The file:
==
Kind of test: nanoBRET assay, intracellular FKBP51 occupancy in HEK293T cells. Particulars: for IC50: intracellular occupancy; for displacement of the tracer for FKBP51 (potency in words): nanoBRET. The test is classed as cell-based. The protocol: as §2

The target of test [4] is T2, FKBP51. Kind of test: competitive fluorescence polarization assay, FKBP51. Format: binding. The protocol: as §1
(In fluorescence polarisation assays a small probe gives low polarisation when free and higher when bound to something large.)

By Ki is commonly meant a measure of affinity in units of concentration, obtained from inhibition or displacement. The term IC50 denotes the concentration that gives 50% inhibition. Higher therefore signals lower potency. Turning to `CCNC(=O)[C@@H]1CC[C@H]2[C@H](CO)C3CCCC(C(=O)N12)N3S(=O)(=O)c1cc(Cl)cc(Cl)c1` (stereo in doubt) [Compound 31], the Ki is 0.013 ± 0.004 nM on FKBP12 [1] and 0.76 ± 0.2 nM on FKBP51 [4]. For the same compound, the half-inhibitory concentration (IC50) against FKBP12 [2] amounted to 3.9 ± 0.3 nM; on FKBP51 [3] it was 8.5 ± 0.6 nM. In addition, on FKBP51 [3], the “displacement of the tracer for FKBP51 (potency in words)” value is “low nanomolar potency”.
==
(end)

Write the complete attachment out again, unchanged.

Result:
Kind of test: nanoBRET assay, intracellular FKBP51 occupancy in HEK293T cells. Particulars: for IC50: intracellular occupancy; for displacement of the tracer for FKBP51 (potency in words): nanoBRET. The test is classed as cell-based. The protocol: as §2

The target of test [4] is T2, FKBP51. Kind of test: competitive fluorescence polarization assay, FKBP51. Format: binding. The protocol: as §1
(In fluorescence polarisation assays a small probe gives low polarisation when free and higher when bound to something large.)

By Ki is commonly meant a measure of affinity in units of concentration, obtained from inhibition or displacement. The term IC50 denotes the concentration that gives 50% inhibition. Higher therefore signals lower potency. Turning to `CCNC(=O)[C@@H]1CC[C@H]2[C@H](CO)C3CCCC(C(=O)N12)N3S(=O)(=O)c1cc(Cl)cc(Cl)c1` (stereo in doubt) [Compound 31], the Ki is 0.013 ± 0.004 nM on FKBP12 [1] and 0.76 ± 0.2 nM on FKBP51 [4]. For the same compound, the half-inhibitory concentration (IC50) against FKBP12 [2] amounted to 3.9 ± 0.3 nM; on FKBP51 [3] it was 8.5 ± 0.6 nM. In addition, on FKBP51 [3], the “displacement of the tracer for FKBP51 (potency in words)” value is “low nanomolar potency”.